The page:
From Thomas Newton, Junior
Norfolk [Virginia] July 11, 1790. “I wrote you the 27th of last month, this serves to cover a Certificate1 of two of the most able seamen we have in these parts, of the most proper spot for erecting a Light house, the stone which was formerly intended for the purpose, will be in the two acres, as that is reserved by our act of Assembly I imagine it will make no differance. The Gentlemen are of opinion that it Woud be best to build with wood, in which opinion I join, as it wou’d take three or four years in all probability to finish one of stone, whilst that of wood cou’d be done by October twelve months or less time, as it cou’d be framed & all the materials carried to the spot in a proper season.…”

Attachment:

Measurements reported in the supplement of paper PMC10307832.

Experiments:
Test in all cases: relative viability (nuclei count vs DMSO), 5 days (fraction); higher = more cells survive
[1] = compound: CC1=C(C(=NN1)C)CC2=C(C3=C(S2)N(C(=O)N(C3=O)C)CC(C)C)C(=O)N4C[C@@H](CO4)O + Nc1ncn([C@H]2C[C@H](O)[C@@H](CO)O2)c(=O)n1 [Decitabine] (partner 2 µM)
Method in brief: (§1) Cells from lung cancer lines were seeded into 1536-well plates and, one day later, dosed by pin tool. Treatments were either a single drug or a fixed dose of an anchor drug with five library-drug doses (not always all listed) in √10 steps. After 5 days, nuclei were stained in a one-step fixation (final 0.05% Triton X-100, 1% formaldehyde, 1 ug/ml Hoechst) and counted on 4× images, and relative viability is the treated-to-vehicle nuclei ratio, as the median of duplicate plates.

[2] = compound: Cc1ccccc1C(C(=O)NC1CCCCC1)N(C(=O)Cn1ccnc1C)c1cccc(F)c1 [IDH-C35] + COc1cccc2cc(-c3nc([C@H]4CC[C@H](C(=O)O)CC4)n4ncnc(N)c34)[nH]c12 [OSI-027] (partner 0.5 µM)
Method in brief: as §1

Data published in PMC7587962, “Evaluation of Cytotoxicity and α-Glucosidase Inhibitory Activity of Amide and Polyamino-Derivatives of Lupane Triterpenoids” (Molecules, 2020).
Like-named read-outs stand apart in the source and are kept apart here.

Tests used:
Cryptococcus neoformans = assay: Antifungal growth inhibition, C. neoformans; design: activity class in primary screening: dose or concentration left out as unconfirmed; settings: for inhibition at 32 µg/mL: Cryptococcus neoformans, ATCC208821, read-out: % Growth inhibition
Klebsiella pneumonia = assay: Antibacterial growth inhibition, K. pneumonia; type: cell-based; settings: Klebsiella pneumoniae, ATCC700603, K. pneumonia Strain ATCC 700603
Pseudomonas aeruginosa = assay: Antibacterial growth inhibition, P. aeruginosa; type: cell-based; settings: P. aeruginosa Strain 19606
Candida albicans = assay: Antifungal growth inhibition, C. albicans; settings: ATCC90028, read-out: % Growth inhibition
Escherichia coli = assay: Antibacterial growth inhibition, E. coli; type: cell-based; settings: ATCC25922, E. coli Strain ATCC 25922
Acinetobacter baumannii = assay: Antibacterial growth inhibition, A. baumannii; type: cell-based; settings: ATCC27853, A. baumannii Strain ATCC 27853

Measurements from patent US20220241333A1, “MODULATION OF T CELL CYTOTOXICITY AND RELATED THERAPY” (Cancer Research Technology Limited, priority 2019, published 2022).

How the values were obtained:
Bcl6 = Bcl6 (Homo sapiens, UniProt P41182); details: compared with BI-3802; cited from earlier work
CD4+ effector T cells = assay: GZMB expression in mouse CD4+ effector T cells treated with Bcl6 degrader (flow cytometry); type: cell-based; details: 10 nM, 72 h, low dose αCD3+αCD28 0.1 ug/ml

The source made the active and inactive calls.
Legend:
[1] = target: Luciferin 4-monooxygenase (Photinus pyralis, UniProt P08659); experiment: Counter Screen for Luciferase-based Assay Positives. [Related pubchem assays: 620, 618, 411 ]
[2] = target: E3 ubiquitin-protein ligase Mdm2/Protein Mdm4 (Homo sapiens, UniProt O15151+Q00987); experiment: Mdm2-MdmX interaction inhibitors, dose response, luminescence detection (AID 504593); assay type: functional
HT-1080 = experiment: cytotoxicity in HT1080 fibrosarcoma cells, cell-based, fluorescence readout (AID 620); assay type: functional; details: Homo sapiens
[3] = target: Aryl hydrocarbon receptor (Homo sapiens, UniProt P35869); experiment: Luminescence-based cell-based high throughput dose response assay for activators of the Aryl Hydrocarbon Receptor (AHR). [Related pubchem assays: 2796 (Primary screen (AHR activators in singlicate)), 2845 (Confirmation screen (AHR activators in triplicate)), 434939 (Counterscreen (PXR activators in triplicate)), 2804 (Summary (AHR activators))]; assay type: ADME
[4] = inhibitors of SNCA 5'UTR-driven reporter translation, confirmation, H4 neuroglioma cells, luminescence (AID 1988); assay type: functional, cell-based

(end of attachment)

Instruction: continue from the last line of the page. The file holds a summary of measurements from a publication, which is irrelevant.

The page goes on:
ALS, RG 26, Lighthouse Letters Received, Vol. “A,” Pennsylvania and Southern States, National Archives.
1. DS, in writing of Newton, RG 26, Lighthouse Letters Received, Vol. “A,” Pennsylvania and Southern States, National Archives. This document, which is dated July 10, 1790, and which is signed by James Maxwell and Paul Loyay, states that they “do not consider the drifting of the sands as dangerous” to the proposed lighthouse.